Preparing for a storm can be tough because no one knows exactly what to expect. With regard to the impending Boston blizzard, here are a few ideas to help you stay on top of changing conditions.
Basics matter. In an emergency, you may be coping with a number of tough conditions, including the snow, poor road conditions, power outages, falling temperatures, frozen pipes or broken water mains and other things that are simply out of your control. But the good news is that a little advance planning can help you cope with these things.
• Make sure you have enough food to last 3-5 days. The stores may be open, but the roads may be closed. Having a stash of the basics (which includes food, water, basic first aid supplies and toilet paper) can help keep you safe and sound indoors.
• Plan to have a power outage. The power doesn’t always go out in a major storm, but ice and snow accumulations on overhead wires can cause localized power problems. Large snowfalls can also hamper repairs. Don’t attempt to clear snow or ice off of your home’s service lines, even if the lines are sagging low enough for you to do so. If the lines are very low to the ground, call your local utility company to report the problem.
Along the same lines, consider making an investment in a generator that is large enough to keep your major systems online. “Major systems” minimally include your heating equipment, water heater, refrigeration equipment, and sump pump. If the generator is large enough, you may also consider adding your cooking or other kitchen appliances to the list.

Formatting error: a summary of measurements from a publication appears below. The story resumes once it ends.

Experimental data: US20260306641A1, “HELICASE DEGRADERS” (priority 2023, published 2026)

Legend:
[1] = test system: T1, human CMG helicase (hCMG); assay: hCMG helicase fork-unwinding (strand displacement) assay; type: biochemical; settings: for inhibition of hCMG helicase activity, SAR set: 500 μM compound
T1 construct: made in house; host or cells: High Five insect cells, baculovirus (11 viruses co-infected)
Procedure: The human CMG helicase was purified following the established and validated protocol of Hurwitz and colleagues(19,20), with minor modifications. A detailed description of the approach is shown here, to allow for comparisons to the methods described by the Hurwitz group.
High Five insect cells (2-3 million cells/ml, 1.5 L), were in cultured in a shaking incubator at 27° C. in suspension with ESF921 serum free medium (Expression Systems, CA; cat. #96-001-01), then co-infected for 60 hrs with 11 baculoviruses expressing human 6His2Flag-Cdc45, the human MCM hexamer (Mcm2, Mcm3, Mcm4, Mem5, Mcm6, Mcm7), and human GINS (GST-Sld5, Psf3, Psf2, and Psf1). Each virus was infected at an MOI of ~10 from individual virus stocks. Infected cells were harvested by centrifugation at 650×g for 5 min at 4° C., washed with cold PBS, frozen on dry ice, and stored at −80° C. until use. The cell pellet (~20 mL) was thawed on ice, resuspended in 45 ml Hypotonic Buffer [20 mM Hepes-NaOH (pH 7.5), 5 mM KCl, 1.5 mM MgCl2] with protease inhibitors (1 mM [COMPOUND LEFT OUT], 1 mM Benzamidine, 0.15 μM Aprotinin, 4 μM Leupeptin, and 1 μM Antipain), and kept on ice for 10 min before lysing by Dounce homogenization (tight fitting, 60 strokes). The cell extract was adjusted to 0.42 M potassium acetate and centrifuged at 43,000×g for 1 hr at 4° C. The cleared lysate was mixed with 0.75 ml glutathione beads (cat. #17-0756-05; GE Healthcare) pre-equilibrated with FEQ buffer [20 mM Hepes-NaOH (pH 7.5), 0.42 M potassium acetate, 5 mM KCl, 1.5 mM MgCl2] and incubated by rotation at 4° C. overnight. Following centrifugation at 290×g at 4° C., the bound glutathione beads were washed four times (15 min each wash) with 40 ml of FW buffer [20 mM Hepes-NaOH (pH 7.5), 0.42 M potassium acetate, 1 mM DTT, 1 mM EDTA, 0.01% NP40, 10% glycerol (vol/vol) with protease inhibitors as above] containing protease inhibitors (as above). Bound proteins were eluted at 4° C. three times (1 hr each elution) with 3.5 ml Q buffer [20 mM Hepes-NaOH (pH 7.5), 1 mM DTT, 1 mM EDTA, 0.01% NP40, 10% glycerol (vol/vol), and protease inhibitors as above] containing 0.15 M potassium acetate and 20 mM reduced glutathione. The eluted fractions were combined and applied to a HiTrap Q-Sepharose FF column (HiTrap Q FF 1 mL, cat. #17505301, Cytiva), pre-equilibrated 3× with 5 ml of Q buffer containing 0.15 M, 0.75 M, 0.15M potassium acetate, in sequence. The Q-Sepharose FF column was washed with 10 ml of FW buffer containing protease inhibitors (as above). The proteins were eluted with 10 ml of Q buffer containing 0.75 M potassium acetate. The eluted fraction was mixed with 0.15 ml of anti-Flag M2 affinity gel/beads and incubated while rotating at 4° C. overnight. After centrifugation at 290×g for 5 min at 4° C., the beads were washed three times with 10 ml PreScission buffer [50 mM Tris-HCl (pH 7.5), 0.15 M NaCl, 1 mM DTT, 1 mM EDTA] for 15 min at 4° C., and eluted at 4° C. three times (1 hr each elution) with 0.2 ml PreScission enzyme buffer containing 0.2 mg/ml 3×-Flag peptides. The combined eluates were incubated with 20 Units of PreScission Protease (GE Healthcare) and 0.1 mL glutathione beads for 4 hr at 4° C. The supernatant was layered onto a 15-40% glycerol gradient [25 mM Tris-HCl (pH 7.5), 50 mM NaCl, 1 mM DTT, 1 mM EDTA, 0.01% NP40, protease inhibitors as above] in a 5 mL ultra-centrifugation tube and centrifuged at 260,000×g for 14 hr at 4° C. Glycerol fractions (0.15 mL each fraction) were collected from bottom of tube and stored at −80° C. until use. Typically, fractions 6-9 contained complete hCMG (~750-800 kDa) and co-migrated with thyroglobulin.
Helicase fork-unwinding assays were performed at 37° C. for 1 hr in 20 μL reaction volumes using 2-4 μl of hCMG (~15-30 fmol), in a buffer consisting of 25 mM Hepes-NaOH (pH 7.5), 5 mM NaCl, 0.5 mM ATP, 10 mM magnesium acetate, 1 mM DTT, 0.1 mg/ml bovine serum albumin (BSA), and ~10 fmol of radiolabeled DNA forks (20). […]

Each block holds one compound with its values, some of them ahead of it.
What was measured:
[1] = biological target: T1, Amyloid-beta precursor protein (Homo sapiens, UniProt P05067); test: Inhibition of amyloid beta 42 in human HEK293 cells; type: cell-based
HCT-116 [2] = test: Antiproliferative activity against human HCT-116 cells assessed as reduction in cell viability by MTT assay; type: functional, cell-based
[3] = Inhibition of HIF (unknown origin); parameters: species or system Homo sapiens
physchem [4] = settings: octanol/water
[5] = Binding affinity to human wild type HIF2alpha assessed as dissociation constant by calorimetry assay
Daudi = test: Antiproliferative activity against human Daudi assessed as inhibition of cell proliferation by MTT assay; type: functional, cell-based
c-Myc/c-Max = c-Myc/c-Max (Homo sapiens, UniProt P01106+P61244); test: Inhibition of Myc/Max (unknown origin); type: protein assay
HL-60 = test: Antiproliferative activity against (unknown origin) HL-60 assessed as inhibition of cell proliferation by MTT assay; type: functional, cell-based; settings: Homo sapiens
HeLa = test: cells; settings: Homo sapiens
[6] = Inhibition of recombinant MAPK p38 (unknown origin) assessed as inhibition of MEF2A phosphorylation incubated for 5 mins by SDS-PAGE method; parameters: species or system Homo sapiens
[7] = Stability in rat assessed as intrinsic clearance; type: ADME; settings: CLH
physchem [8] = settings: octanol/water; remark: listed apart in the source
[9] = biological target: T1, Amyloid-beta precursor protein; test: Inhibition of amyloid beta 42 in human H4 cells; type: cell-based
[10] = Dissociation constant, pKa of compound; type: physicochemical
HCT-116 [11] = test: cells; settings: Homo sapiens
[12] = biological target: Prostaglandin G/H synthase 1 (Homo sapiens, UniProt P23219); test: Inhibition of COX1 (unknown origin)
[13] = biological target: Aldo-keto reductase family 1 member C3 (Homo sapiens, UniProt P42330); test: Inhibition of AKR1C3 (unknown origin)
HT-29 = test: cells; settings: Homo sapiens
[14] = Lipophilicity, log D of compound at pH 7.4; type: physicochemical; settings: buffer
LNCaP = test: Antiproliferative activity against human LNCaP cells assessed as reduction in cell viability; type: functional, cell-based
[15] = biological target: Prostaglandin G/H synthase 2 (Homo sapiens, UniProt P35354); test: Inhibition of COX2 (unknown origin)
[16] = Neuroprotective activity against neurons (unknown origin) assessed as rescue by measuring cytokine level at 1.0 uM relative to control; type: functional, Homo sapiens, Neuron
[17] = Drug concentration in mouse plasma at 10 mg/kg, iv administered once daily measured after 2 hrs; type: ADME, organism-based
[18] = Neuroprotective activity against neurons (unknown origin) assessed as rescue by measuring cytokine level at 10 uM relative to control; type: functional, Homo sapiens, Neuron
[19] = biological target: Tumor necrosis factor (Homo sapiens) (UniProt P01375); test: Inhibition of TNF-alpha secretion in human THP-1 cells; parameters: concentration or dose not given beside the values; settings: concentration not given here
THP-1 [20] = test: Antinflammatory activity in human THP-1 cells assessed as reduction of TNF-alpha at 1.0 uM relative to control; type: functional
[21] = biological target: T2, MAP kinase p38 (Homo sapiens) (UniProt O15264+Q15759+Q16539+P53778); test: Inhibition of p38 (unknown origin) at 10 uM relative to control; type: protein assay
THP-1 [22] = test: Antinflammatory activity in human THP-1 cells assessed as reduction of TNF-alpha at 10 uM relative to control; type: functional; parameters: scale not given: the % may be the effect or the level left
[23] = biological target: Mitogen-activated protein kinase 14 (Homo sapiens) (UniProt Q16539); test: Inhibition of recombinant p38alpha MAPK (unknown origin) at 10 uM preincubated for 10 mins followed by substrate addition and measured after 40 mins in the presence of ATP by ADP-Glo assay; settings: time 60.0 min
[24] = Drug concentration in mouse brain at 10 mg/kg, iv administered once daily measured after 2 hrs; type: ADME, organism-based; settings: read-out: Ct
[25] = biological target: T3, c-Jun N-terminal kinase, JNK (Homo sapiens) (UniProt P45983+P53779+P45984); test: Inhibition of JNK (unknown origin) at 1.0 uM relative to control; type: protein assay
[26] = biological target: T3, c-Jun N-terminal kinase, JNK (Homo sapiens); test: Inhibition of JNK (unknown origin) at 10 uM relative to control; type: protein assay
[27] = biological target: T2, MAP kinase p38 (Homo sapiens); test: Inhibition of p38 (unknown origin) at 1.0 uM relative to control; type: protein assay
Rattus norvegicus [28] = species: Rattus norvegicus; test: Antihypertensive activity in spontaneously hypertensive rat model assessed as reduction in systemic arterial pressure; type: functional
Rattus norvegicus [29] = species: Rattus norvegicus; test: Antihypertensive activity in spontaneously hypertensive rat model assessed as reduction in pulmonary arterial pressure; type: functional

A safety note about generators: they’re strictly outdoor devices. They burn fuel, emit carbon monoxide and must be vented to the outside. Do not run a generator indoors, even for a short period of time. A qualified electrician can help you connect and disconnect a generator, and show you how to operate the device safely. Stock up on spare batteries and light sources, but exercise caution when using or carrying candles or open flames. Do not attempt to use a gas stove or oven as a heat source.
• Don’t forget your car. Sometimes in an emergency, you have to relocate. Make sure your car has a full gas tank and a full wiper fluid reservoir. Stock the car with blankets, a flashlight, a small shovel and non-perishable food for both people and pets. Prepare a gallon or so of fresh water, but don’t store this in the car, since it will freeze. Have it waiting by the door in case you need to move.
Finally, make sure your cell phone has a full charge, and if you don’t already have one, invest in a 12v charger. That will allow you to plug your cell phone into the convenience outlet (or the cigarette lighter) of your car to power your phone if the battery dies.
If you have to leave your home during the storm and you still have power, make sure your thermostat is set to no lower than 60°F to avoid frozen pipes while you are away.
If you encounter any problems with your home heating equipment or your plumbing, contact us at Boston Standard Plumbing & Heating at (617) 288-2911 anytime. We offer round-the-clock emergency service throughout the Boston area.
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